[TowerTalk] Coax, conduit and toroids
Perry - K4PWO
k4pwo at comcast.net
Wed Jun 27 10:26:39 PDT 2012
Another issue is that most "drain" tubing has a very thin wall compared to
PVC conduit. If you have rocky soil or will have the "conduit" buried under
a path where vehicles will travel, you will want heavy walled tubing (PVC
EMT conduit). I have discovered that the "gray" PVC is cheaper than "white"
water PVC in most sizes (in my area of the US at least). The gray also
stands up better exposed to sunlight.
73 de Perry - K4PWO
From: towertalk-bounces at contesting.com
[mailto:towertalk-bounces at contesting.com] On Behalf Of Missouri Guy
Sent: Tuesday, June 26, 2012 11:15 PM
To: kiessig at gmail.com; TowerTalk at contesting.com
Subject: Re: [TowerTalk] Coax, conduit and toroids
> What should I do to help ensure that the inside of the conduit stays
> dry? Is applying some sort of weatherproof sealing compound to each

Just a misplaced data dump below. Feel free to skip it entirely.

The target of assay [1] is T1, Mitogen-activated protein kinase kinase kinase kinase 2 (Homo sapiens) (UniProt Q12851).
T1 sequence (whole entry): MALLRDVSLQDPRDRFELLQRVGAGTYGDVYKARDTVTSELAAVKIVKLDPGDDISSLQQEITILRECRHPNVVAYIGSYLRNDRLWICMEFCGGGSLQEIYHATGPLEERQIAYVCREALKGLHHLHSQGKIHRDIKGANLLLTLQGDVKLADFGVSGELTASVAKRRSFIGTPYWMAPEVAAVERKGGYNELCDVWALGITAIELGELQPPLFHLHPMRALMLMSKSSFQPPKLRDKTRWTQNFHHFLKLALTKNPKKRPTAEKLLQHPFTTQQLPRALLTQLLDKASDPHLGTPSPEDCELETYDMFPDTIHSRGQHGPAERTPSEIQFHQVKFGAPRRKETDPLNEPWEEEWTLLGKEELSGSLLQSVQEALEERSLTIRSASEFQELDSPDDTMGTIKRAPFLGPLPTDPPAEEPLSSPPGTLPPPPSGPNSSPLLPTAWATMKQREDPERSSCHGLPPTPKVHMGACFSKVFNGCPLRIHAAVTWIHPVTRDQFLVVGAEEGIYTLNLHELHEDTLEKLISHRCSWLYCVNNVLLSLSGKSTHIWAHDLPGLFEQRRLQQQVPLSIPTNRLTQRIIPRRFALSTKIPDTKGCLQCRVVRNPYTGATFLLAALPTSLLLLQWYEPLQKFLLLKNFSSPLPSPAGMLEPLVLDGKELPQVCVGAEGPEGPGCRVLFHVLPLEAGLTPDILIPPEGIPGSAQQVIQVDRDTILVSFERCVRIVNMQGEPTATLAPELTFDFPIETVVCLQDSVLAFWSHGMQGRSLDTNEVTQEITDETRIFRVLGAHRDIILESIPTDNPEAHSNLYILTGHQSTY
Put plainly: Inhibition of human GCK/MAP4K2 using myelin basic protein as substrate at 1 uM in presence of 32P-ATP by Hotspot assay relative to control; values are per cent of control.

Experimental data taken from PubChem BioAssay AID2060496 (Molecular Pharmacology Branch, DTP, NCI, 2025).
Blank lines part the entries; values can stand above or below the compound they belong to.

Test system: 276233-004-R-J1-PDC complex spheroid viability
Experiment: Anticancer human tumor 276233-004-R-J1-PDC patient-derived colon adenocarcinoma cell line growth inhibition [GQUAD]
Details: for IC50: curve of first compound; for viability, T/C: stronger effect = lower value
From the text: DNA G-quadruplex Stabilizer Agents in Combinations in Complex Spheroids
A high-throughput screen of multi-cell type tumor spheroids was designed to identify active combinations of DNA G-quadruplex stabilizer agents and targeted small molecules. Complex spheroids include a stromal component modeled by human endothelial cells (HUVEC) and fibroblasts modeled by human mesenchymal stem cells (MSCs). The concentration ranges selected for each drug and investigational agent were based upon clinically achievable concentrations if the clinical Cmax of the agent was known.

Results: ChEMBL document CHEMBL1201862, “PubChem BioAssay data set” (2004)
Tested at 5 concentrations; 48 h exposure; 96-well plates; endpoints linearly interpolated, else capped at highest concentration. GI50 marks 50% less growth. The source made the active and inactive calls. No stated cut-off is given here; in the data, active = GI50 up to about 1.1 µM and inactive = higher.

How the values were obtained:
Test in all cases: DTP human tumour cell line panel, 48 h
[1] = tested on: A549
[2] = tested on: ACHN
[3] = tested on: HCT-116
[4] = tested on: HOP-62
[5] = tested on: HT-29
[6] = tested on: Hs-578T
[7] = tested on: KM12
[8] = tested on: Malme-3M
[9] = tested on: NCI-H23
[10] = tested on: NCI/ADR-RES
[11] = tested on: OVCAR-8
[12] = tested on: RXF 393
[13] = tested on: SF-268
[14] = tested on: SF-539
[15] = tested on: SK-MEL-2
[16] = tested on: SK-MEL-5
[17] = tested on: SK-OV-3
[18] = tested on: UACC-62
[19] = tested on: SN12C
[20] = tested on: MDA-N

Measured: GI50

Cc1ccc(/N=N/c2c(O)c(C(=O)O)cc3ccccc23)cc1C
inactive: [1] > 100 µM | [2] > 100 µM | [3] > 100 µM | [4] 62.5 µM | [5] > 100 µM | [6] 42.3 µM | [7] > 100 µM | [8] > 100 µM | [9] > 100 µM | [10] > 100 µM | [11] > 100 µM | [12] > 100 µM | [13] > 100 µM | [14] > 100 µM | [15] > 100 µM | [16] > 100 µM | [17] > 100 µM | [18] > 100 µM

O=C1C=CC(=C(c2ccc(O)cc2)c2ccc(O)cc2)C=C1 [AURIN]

> end enough?
I have a large "conduit" running 200' to one of my towers. So, speaking
from experience, there is no easy way to keep water out unless you want to
pressurize the conduit with say, dry nitrogen
gas. That isn't going to happen!! :D)
Air will get in there even if you attempt to seal it off, and then it will
just form condensate in the cool ground.
Mold will grow, etc etc.
I found the best way (for me, anyway) is to install a Tee connector at both
ends of the run. Face the Tee part downward and screen it over to keep out
bugs, snakes, or whatever. Air will flow through your conduit everytime the
wind blows and will keep things nice and dry. Here in the US, and probably
in AU, there are some screened aluminum louvers that will work for most of
the larger conduits (like, in my case, 4" PVC tubing).
As for your other questions...there are some experts on the list who will
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